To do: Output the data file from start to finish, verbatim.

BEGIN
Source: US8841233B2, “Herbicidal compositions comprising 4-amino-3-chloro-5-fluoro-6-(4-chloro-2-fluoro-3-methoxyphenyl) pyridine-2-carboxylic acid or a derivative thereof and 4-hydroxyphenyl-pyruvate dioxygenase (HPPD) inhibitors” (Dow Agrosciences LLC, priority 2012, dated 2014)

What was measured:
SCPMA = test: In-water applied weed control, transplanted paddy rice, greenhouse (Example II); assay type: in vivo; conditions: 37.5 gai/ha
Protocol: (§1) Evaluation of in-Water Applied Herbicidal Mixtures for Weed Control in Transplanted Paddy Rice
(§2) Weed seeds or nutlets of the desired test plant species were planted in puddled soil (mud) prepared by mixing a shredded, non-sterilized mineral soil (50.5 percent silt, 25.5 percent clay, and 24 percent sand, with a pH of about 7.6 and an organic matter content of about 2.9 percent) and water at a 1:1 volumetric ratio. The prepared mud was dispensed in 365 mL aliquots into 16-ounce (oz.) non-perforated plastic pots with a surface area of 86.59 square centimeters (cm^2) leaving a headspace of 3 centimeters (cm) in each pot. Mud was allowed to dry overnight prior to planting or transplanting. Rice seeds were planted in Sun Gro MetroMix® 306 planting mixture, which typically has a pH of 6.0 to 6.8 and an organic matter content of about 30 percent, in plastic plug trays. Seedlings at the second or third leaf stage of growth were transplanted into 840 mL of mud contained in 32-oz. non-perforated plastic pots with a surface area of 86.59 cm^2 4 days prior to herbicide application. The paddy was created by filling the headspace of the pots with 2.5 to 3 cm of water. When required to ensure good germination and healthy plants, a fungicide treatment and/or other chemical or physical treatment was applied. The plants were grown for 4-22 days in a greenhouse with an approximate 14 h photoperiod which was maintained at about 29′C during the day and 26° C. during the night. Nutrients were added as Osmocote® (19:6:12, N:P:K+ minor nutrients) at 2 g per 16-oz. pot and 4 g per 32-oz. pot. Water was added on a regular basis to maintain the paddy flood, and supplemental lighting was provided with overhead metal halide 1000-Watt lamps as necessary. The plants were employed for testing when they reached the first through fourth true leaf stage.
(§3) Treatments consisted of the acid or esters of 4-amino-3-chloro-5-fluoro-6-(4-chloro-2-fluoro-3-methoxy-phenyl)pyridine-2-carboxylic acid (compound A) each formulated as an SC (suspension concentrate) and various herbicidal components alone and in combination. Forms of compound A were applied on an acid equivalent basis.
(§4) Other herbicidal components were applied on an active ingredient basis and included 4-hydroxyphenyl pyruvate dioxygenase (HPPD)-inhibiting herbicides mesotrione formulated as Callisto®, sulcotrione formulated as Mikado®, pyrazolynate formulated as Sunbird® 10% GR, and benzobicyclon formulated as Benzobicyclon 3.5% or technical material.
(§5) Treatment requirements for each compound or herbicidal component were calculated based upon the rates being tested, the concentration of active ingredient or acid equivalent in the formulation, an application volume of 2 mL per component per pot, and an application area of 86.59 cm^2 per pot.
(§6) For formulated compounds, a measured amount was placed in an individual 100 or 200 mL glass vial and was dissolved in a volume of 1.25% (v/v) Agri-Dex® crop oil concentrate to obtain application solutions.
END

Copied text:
Source: US8841233B2, “Herbicidal compositions comprising 4-amino-3-chloro-5-fluoro-6-(4-chloro-2-fluoro-3-methoxyphenyl) pyridine-2-carboxylic acid or a derivative thereof and 4-hydroxyphenyl-pyruvate dioxygenase (HPPD) inhibitors” (Dow Agrosciences LLC, priority 2012, dated 2014)

What was measured:
SCPMA = test: In-water applied weed control, transplanted paddy rice, greenhouse (Example II); assay type: in vivo; conditions: 37.5 gai/ha
Protocol: (§1) Evaluation of in-Water Applied Herbicidal Mixtures for Weed Control in Transplanted Paddy Rice
(§2) Weed seeds or nutlets of the desired test plant species were planted in puddled soil (mud) prepared by mixing a shredded, non-sterilized mineral soil (50.5 percent silt, 25.5 percent clay, and 24 percent sand, with a pH of about 7.6 and an organic matter content of about 2.9 percent) and water at a 1:1 volumetric ratio. The prepared mud was dispensed in 365 mL aliquots into 16-ounce (oz.) non-perforated plastic pots with a surface area of 86.59 square centimeters (cm^2) leaving a headspace of 3 centimeters (cm) in each pot. Mud was allowed to dry overnight prior to planting or transplanting. Rice seeds were planted in Sun Gro MetroMix® 306 planting mixture, which typically has a pH of 6.0 to 6.8 and an organic matter content of about 30 percent, in plastic plug trays. Seedlings at the second or third leaf stage of growth were transplanted into 840 mL of mud contained in 32-oz. non-perforated plastic pots with a surface area of 86.59 cm^2 4 days prior to herbicide application. The paddy was created by filling the headspace of the pots with 2.5 to 3 cm of water. When required to ensure good germination and healthy plants, a fungicide treatment and/or other chemical or physical treatment was applied. The plants were grown for 4-22 days in a greenhouse with an approximate 14 h photoperiod which was maintained at about 29′C during the day and 26° C. during the night. Nutrients were added as Osmocote® (19:6:12, N:P:K+ minor nutrients) at 2 g per 16-oz. pot and 4 g per 32-oz. pot. Water was added on a regular basis to maintain the paddy flood, and supplemental lighting was provided with overhead metal halide 1000-Watt lamps as necessary. The plants were employed for testing when they reached the first through fourth true leaf stage.
(§3) Treatments consisted of the acid or esters of 4-amino-3-chloro-5-fluoro-6-(4-chloro-2-fluoro-3-methoxy-phenyl)pyridine-2-carboxylic acid (compound A) each formulated as an SC (suspension concentrate) and various herbicidal components alone and in combination. Forms of compound A were applied on an acid equivalent basis.
(§4) Other herbicidal components were applied on an active ingredient basis and included 4-hydroxyphenyl pyruvate dioxygenase (HPPD)-inhibiting herbicides mesotrione formulated as Callisto®, sulcotrione formulated as Mikado®, pyrazolynate formulated as Sunbird® 10% GR, and benzobicyclon formulated as Benzobicyclon 3.5% or technical material.
(§5) Treatment requirements for each compound or herbicidal component were calculated based upon the rates being tested, the concentration of active ingredient or acid equivalent in the formulation, an application volume of 2 mL per component per pot, and an application area of 86.59 cm^2 per pot.
(§6) For formulated compounds, a measured amount was placed in an individual 100 or 200 mL glass vial and was dissolved in a volume of 1.25% (v/v) Agri-Dex® crop oil concentrate to obtain application solutions.